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SCOUG was there!

Copyright 1998-2022, Southern California OS/2 User Group. ALL RIGHTS RESERVED.

SCOUG, Warp Expo West, and Warpfest are trademarks of the Southern California OS/2 User Group. OS/2, Workplace Shell, and IBM are registered trademarks of International Business Machines Corporation. All other trademarks remain the property of their respective owners.

The Southern California OS/2 User Group
P.O. Box 26904
Santa Ana, CA 92799-6904, USA

SCOUG OS/2 For You - February 1998

Small Machine Shop Runs Three Warp Machines

The rails keep rolling, thanks to OS/2

by Peter Skye

DETROIT -- I've collected quite a menagerie of friends over the years, and they always seem to turn up in unexpected places. At last October's Warpstock convention I ran into a thirty-year friend who knows almost nothing about computers. Even though he uses OS/2, I truly and honestly can't say that he was smart enough to choose it. It just sort of happened.

"Puller" Rubowski and I met when we were both 19. I was on summer break from college, but Puller never finished high school and had already been working full time for two years. His dad had gotten him a job with a machine shop that refurbished the steel wheels on railroad cars, and Puller's job was to yank each wheel off the end of the rail car's axle after it had been loosened and then set it on the flatbed truck. Some other pumpkin had the job of taking a fresh wheel off the truck and setting it onto the end of the axle (maybe that guy was known as "Pusher"), and Puller quickly was anointed with his nickname ("Yanker" was out, for obvious reasons). Since he's always hated his real name, because he liked "Puller," and because he's bigger than just about anyone else, it's been "Puller" ever since.

"That OS/2 is really something," says Puller. "It's on the computers that the three office girls use. I took the spare office computer home and put it on the kitchen counter. We all use it for family notes and reminders and stuff. No printer, just that neat program you told me about that keeps track of our schedules."

"You mean Relish. Glad you like it." (I'm relieved. It's always a bad sign when Puller tells you that something you've recommended was not to his taste.)

Cycle built for two

I gave Puller his first ride on a motorcycle. Puller is a pretty big guy; he's the one that statisticians average with my vertically challenged frame to get the "typical" U.S. male height of 5'11". I'm 5'6"; you figure it out. Anyway, Puller didn't know that, on a motorcycle, you're supposed to lean when you go around a corner. The first turn we made was left, which was good because it's a wider radius, and I found myself squeezing the handlebars like crazy while hanging off the left side to keep the bike from tipping.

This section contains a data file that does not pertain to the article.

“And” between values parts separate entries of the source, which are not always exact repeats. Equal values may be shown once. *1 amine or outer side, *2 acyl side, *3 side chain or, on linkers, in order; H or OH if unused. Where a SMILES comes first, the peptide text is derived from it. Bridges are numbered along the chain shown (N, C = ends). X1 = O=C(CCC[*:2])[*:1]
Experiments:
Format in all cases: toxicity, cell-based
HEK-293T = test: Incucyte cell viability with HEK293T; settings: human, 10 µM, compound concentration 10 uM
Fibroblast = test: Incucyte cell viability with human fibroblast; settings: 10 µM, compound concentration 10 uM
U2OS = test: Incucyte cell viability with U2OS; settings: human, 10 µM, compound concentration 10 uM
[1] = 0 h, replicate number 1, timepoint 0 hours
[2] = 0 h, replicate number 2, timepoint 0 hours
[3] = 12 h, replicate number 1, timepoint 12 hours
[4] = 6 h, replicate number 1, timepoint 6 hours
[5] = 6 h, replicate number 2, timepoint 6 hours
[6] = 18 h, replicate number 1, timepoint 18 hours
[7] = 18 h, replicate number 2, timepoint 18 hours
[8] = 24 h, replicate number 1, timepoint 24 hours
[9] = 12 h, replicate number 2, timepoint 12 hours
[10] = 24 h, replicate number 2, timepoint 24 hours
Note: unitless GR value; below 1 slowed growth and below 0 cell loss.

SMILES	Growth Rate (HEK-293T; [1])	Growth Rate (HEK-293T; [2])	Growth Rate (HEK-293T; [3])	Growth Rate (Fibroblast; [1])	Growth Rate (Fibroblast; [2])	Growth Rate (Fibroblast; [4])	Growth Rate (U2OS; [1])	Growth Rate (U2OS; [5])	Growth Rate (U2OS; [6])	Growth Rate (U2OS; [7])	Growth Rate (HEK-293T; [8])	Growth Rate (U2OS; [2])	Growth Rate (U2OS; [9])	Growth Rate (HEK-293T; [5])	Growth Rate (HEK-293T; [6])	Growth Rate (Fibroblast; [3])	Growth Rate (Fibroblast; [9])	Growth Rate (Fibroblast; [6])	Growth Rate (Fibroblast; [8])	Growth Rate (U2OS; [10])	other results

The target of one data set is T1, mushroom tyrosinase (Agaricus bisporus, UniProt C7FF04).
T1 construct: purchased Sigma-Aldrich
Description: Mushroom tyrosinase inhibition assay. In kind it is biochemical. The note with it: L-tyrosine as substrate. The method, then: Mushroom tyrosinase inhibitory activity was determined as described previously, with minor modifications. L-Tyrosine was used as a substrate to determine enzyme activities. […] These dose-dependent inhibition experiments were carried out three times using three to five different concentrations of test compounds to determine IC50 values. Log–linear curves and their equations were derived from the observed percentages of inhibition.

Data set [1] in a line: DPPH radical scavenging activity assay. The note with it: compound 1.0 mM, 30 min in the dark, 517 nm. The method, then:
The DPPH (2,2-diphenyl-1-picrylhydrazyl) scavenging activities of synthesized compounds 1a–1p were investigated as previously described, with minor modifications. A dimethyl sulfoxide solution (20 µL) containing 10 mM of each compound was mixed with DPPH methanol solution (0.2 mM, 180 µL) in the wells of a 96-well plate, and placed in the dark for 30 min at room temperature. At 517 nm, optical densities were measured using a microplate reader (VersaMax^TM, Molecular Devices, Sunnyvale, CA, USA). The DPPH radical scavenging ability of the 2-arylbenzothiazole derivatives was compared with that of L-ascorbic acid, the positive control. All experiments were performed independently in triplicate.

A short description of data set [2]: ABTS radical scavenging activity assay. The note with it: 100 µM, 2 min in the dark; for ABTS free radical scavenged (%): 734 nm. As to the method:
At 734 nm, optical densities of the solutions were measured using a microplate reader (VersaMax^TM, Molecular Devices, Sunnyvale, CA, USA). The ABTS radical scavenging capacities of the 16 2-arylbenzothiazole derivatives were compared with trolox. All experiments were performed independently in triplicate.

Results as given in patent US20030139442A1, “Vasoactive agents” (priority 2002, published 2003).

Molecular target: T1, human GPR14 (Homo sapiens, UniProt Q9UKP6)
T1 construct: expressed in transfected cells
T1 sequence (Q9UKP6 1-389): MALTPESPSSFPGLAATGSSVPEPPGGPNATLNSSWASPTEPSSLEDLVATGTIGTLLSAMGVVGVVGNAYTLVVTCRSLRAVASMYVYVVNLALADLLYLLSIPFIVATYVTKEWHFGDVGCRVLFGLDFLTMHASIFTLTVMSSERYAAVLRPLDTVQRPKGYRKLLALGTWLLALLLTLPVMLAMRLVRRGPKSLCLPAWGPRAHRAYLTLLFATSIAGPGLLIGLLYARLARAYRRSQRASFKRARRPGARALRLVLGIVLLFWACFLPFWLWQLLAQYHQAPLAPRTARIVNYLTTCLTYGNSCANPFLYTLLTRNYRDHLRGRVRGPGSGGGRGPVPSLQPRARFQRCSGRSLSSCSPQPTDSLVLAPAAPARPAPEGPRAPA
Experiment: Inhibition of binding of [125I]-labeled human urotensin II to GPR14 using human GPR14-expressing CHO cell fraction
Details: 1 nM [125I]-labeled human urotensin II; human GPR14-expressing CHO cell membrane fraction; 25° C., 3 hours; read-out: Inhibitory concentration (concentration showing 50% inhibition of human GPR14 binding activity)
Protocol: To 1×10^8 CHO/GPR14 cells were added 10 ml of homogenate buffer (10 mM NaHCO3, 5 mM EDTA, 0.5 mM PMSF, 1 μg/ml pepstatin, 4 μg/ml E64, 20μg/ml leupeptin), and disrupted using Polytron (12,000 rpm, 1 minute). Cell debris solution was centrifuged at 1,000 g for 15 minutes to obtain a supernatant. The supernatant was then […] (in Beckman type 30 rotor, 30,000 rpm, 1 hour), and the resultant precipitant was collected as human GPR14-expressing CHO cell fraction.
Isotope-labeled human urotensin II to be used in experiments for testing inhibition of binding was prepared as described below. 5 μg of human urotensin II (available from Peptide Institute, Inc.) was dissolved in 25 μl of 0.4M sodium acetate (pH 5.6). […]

"So what did you think was the best thing at Warpstock?" I ask, remembering how Puller deftly held two sandwiches in his right hand and ate them both simultaneously. "Anything special catch your interest there?"

"Those slick t-shirts with the cool palm trees," he replies without hesitation. "I snapped up a couple of those - I like having OS/2 plastered all over my chest." (Where, as you can imagine, it covers a lot of space.)

"And, RelishWeb," he continues. "I bought it on the spot, too."

But that's just a little cheap program. What about something big. What about WorkSpace On-Demand or The Win32-OS/2 Project?

"WorkSpace On-Demand is for sissies," says Puller. "If somebody's gonna do a job, they need a good tool to do it. You can't do much with a wimpy little terminal."

"And Win32-OS/2 is a great idea, and I hope they hurry up with it, but I can't use it right now because it's not ready. Now RelishWeb, it does what I need. Listen to this."

It's Our Family

Let me back up. Puller's dad, the one who got him the job at the railroad yard, was well connected in the non-governmental non-societal circles of Detroit. He knew where the vigorish was, he was in on a few deals that couldn't be refused, and when Puller did well down at the railroad yard's rip and repair track his dad saw to it that Puller became a co-owner of that machine shop. Puller now owns the whole thing.

"First, the big problem is keeping track of stuff," says Puller. "I tried carrying a briefcase for a while, but that's a real pain in the patootie. So then I tried printing out my notes every day so I could carry them with me to all these meetings, but I didn't need most of them and I'd have to wait ten minutes for the printer to finish when I could have been halfway to Harry's. But now, I just zap my notes onto a diskette, zip to the meeting, and if I need something there's always some cute little secretary who'll pop my notes up on her screen, or print out a page or two."

So you carry the diskette instead of the printouts? Where do you carry them to?

"I've got to meet with the rail yard people, and I need to know how many wheels we've got in the shop and when they'll be ready. I need to know how many wheels we can handle in the next week. I've got to meet with the tool and die reps, because if my machines are down I need a fixer part now. I've got to meet with the kiln guy to make sure my new furnace is on schedule."

The Song of the Railroad Wheel

Kiln? Furnace?

"To heat the wheels. Listen, I can tell just by tapping on it what a wheel is gonna need. If it has a chime sound it's got flat spots, and we'll have to turn it before it goes in the oven, and when it comes out we'll have to turn it again. If it's got a clear ring, no oven at all, just turning. And if it's got a dead thunky sound, it's got heat damage and we have to scrap it."